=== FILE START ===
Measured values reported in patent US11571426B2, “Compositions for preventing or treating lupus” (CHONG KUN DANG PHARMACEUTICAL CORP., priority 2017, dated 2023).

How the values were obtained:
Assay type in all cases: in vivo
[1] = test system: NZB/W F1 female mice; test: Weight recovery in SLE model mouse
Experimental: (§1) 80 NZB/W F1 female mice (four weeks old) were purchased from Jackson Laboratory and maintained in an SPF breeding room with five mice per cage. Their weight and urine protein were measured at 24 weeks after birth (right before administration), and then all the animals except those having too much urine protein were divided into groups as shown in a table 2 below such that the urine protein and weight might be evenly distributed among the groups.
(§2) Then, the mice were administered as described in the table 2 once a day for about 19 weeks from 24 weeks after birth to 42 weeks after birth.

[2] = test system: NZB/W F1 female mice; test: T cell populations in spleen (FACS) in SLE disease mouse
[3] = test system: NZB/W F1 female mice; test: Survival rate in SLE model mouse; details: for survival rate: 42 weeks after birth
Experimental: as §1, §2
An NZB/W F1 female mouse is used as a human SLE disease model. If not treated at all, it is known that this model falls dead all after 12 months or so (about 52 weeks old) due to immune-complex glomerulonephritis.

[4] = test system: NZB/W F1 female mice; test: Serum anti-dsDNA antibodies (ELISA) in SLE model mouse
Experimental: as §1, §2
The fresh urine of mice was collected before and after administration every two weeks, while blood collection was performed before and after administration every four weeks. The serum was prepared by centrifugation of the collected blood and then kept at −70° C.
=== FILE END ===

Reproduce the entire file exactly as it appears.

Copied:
Measured values reported in patent US11571426B2, “Compositions for preventing or treating lupus” (CHONG KUN DANG PHARMACEUTICAL CORP., priority 2017, dated 2023).

How the values were obtained:
Assay type in all cases: in vivo
[1] = test system: NZB/W F1 female mice; test: Weight recovery in SLE model mouse
Experimental: (§1) 80 NZB/W F1 female mice (four weeks old) were purchased from Jackson Laboratory and maintained in an SPF breeding room with five mice per cage. Their weight and urine protein were measured at 24 weeks after birth (right before administration), and then all the animals except those having too much urine protein were divided into groups as shown in a table 2 below such that the urine protein and weight might be evenly distributed among the groups.
(§2) Then, the mice were administered as described in the table 2 once a day for about 19 weeks from 24 weeks after birth to 42 weeks after birth.

[2] = test system: NZB/W F1 female mice; test: T cell populations in spleen (FACS) in SLE disease mouse
[3] = test system: NZB/W F1 female mice; test: Survival rate in SLE model mouse; details: for survival rate: 42 weeks after birth
Experimental: as §1, §2
An NZB/W F1 female mouse is used as a human SLE disease model. If not treated at all, it is known that this model falls dead all after 12 months or so (about 52 weeks old) due to immune-complex glomerulonephritis.

[4] = test system: NZB/W F1 female mice; test: Serum anti-dsDNA antibodies (ELISA) in SLE model mouse
Experimental: as §1, §2
The fresh urine of mice was collected before and after administration every two weeks, while blood collection was performed before and after administration every four weeks. The serum was prepared by centrifugation of the collected blood and then kept at −70° C.